Argentina: Overview of Income-Based Residency (Rentista) Non-Mercosur
By Gabriel Celano, Attorney
The main immigration statute in Argentina is the Act n° 25.871 (Immigration Act) that provides the basic structure of the Argentine immigration system.
An alien who wishes to come to Argentina as a temporary resident must fit into one of numerous qualifying categories, defined in the Immigration Act, section II, chapter I, provision 23.
For the purpose of this article I will discuss the income based temporary residency permit contained in Provision 23, b) of the Immigrations Act.
The applicant of the income based residency permit must prove that he or she has a guaranteed income of ar$ 8.000 pesos monthly ($1,000 USD aprox.) and that this income will be transferred to an Argentine bank account in his name.
Not all kinds of income is suitable for this type of residency permit filed using the “radicaciones” procedure. In general, the income must derive from:
i) financial investments: This type of income includes an annuity, receipts from a trust, interest payments from certificates of deposits, and any type of financial investments that generates interest or income.
ii) income derived from payment of distributions from a business you own in your home country.
iii) income derived from payment of rent from property rentals located outside of Argentina.
Therefore, the applicant must prove that the income is generated by any of the sources described in i) to iii) above and that it is not tied to job located abroad and that the income will continue once you relocate to Argentina.
Once this one year temporary residency permit has been granted, the applicant can apply for a National Identification Card (DNI or Documento Nacional de Identidad) and can also work legally in Argentina.
Aliens who qualify for the “income based” temporary residency classifications can become a temporary resident without having to apply at the Argentine consular post in their homeland, since they are be able to adjust their status (tourist status most of the times) through the National Directorate of Immigrations (DNM) in Argentina from “tourist” to “temporary resident” status, this procedure is known as “radicaciones”. If you decide to submit your application using the “radicaciones” procedure, your application must be submitted in Argentina, being you present in the country, avoiding consular intervention abroad.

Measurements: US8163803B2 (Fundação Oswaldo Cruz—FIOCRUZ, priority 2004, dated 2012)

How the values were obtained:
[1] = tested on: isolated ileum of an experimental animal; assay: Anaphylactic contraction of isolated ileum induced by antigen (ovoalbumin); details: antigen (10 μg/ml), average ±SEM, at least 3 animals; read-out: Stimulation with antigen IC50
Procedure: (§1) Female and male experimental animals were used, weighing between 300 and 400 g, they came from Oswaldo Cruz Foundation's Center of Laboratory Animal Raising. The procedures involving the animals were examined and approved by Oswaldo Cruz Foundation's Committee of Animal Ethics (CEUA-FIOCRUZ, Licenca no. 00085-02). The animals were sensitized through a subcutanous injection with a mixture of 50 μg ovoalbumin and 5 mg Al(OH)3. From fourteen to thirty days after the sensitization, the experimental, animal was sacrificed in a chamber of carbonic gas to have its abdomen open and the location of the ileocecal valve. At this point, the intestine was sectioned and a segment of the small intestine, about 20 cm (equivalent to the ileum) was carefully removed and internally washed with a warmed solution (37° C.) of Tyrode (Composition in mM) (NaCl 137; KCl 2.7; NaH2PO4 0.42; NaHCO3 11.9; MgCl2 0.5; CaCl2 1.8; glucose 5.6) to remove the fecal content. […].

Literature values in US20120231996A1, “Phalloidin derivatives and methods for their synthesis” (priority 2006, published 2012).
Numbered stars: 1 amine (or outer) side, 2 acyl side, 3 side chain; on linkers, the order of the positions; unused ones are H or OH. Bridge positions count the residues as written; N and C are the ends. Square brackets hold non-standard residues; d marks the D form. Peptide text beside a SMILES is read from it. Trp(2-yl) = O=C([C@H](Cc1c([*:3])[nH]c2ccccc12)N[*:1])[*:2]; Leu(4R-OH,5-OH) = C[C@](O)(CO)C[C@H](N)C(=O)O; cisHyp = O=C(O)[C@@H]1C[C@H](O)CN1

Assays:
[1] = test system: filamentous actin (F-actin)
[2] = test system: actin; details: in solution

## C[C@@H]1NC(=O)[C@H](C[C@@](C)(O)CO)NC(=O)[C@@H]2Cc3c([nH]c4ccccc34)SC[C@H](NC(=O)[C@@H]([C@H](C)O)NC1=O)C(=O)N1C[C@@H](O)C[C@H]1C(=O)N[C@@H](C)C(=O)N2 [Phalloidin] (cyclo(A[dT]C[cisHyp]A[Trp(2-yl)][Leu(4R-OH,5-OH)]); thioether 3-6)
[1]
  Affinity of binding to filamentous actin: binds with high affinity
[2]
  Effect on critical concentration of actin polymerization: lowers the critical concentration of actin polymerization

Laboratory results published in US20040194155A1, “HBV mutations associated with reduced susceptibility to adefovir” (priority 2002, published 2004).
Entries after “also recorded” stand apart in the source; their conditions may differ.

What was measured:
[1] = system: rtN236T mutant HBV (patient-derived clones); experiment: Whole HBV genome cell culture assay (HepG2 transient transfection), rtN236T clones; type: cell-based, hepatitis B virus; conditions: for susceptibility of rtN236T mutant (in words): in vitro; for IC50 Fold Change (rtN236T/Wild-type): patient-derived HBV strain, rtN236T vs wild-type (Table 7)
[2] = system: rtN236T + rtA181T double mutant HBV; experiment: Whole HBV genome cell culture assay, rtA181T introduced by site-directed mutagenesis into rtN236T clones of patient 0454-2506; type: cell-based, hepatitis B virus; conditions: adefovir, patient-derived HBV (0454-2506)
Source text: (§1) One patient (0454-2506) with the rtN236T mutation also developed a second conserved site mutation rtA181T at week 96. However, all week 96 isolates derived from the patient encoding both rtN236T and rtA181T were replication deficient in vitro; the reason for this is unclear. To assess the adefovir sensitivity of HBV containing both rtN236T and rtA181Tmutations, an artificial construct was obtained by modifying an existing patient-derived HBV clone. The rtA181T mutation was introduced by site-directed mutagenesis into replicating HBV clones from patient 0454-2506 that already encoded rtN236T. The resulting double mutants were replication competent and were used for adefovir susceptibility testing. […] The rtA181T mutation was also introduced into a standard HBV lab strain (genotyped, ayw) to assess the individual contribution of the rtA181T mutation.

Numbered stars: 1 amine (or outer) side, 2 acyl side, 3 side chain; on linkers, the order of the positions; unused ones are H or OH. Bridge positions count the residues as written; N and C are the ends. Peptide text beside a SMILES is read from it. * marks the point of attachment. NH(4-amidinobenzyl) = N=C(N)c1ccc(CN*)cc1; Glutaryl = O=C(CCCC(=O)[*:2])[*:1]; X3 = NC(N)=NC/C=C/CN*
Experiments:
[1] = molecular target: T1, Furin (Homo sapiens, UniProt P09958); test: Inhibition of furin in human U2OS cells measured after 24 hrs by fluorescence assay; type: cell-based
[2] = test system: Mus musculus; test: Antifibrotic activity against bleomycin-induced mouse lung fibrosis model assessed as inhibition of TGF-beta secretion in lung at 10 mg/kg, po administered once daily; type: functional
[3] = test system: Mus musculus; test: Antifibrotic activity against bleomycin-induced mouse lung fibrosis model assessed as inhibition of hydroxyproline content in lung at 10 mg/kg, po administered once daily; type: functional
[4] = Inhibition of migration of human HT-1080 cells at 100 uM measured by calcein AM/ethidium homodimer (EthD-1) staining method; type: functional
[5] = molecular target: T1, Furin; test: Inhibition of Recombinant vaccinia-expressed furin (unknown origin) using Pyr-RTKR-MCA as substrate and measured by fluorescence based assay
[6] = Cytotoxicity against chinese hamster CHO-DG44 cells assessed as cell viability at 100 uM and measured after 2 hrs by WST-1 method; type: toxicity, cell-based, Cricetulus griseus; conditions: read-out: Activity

The temporary residency granted will be valid for a year, and can be extended in one year increments, convertible to a permanent residency after the three years, granting you the right to live permanently in Argentina.
This residency application process (once filed with the Dirección Nacional de Migraciones) takes approximately 40 days from the filing date, but the date of the filing you will obtain a Residencia Precaria which is a 3 months residency that you have to hold on to until the one year temporary residency permit is issued. The residencia precaria grants already the rights of reentry and the right to live anywhere in Argentina and to work in any way you choose.
The accompanying spouse and children can apply with the main applicant all at the same time, as the DNM will approve the main applicants residency petition and family members together. The ar$ 8,000 pesos (usd $ 1,000) income requirement a month remains the same for a single petitioner or a married one with children.
The documents required to obtain this income based temporary residency are:
– A copy of your passport including all of its pages.
– 2 ID photos.
– Criminal records of countries where you have lived during the last 3 years
– Argentine criminal records
– Documents proving that you earn an income derived from any of the sources described above.
All documents issued outside of Argentina will need to have an Apostille legalization affixed or a legalization from the Argentine Consulate in the country of issuance of the document. Also, all documents in a language other than Spanish must be translated in Argentina by a licensed translator, having its signature certified at the “Colegio de Traductores”. The immigrations fee for this application is ar$ 1200 (US$ 150).
Since immigration law is ever changing, the information in this column is of general nature and if you are planning to apply for residency, its in your best interest to consult with an immigration law attorney or contact the National Directorate of Immigrations regarding your case.
Dr. Celano is a corporate immigration lawyer, founder and managing partner of
“Celano & Associates”, a young and dynamic law firm based in Buenos Aires (Argentina), that for over a decade has been representing emerging, midsize and multinational companies with argentine immigration matters. At Celano & Associates he undertakes not only immigration processing and compliance matters, but also immigration litigation. Mr. Celano is licensed to practice law in Buenos Aires Capital and with the Argentine Supreme Court. He is also a registered attorney at the Argentine Immigrations Department.